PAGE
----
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An excerpt from www.HouseOfNames.com archives copyright © 2000 - 2015
Where did the English Woodward family come from? What is the English Woodward family crest and coat of arms? When did the Woodward family first arrive in the United States? Where did the various branches of the family go? What is the Woodward family history?Woodward is a name that was carried to England in the great wave of migration from Normandy following the Norman Conquest of 1066. It is a name for a forester. Looking back even further, we found the name was originally derived from the Old English words wode, meaning wood, and ward, meaning guardian or keeper.
The English language only became standardized in the last few centuries. For that reason, spelling variations are common among many Anglo-Norman names. The shape of the English language was frequently changed with the introduction of elements of Norman French, Latin, and other European languages; even the spelling of literate people's names were subsequently modified. Woodward has been recorded under many different variations, including Woodward, Woodard, Woodwards, Woodyard, Wadard and many more.
First found in Essex where Commander Wadard was granted lands  by King William for his assistance at the Battle of Hastings. The first recorded scion of the family, (Falaise Roll,p 112,) Commander Wadard assembled King William's army at Saint Valery in Normandy for the invasion of England. It was he, Wadard, who advised King William of the Saxon King Harold's approach from the north at Hastings. His descendents, Henry and Simon Wadard, were still Lords of their respective Manors in Essex in 1278.
This web page shows only a small excerpt of our Woodward research. Another 217 words(16 lines of text) covering the years 1290, 1086, 1066, 1490, 1590, 1675, 1640, 1657, 1712, 1698 and 1735 are included under the topic Early Woodward History in all our PDF Extended History products.
Another 75 words(5 lines of text) are included under the topic Early Woodward Notables in all our PDF Extended History products.
To escape the uncertainty of the political and religious uncertainty found in England, many English families boarded ships at great expense to sail for the colonies held by Britain. The passages were expensive, though, and the boats were unsafe, overcrowded, and ridden with disease. Those who were hardy and lucky enough to make the passage intact were rewarded with land, opportunity, and social environment less prone to religious and political persecution. Many of these families went on to be important contributors to the young nations of Canada and the United States where they settled. Woodwards were some of the first of the immigrants to arrive in North America:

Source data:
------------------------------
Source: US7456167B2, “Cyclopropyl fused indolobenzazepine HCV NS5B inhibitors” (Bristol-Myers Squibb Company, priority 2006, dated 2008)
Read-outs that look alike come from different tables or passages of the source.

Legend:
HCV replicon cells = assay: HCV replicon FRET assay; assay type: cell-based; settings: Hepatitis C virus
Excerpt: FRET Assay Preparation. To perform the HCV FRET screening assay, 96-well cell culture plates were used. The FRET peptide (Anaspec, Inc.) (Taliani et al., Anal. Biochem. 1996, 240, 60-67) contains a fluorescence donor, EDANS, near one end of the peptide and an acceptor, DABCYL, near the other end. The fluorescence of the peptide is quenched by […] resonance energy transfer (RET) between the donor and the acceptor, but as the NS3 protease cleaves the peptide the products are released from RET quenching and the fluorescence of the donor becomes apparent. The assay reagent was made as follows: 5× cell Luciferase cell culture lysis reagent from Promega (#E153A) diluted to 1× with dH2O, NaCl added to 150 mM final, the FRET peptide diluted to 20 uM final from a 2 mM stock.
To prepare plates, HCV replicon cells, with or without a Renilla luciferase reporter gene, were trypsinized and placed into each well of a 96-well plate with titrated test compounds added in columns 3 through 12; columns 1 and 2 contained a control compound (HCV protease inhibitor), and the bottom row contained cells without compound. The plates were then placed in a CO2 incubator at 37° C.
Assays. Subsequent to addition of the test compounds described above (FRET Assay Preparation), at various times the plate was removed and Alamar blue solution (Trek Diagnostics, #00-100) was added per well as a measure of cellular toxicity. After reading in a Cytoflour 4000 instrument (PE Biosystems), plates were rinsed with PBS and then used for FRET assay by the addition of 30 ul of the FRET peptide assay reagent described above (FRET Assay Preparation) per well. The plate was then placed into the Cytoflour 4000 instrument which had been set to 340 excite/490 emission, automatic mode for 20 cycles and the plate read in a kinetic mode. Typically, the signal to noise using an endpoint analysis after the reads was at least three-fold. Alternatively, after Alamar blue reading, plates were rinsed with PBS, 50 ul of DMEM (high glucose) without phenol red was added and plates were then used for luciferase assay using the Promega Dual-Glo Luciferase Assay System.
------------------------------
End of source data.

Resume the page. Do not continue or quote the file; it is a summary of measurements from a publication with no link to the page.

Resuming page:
Woodward Settlers in United States in the 17th Century
- Christopher Woodward settled in Virginia in 1620
- Christopher Woodward, who arrived in Virginia in 1620
- Henry and Mary Woodward settled in Virginia in 1623 along with Richard
- Henery Woodward, who landed in Virginia in 1624-1625
- Mary Woodward, who arrived in Jamestown, Va in 1624
Woodward Settlers in United States in the 18th Century
- John Woodward, who arrived in Boston, Massachusetts in 1712
- Joseph Woodward, who arrived in Virginia in 1714
- Samuel Woodward, who landed in America in 1760-1763
Woodward Settlers in United States in the 19th Century
- Charles Woodward, who landed in New York in 1822
- George Woodward, who arrived in New York in 1835
- Thomas Woodward, who arrived in Mississippi in 1848
- Jonah Woodward, who landed in Nebraska in 1870
Woodward Settlers in Canada in the 19th Century
- John Woodward, aged 35, a merchant, arrived in Saint John, NB in 1834 aboard the barque "Frederick" from Liverpool
- Dewitt Clinton Woodward, who landed in Canada in 1840
- Jessee Smith Woodward, who arrived in Canada in 1840
- Joseph Woodward, an English youngster, first settler at Boat Harbour, Newfoundland in 1860
Woodward Settlers in Australia in the 19th Century
- Ann Woodward, aged 19, arrived in South Australia in 1849 aboard the ship "Brankenmoor"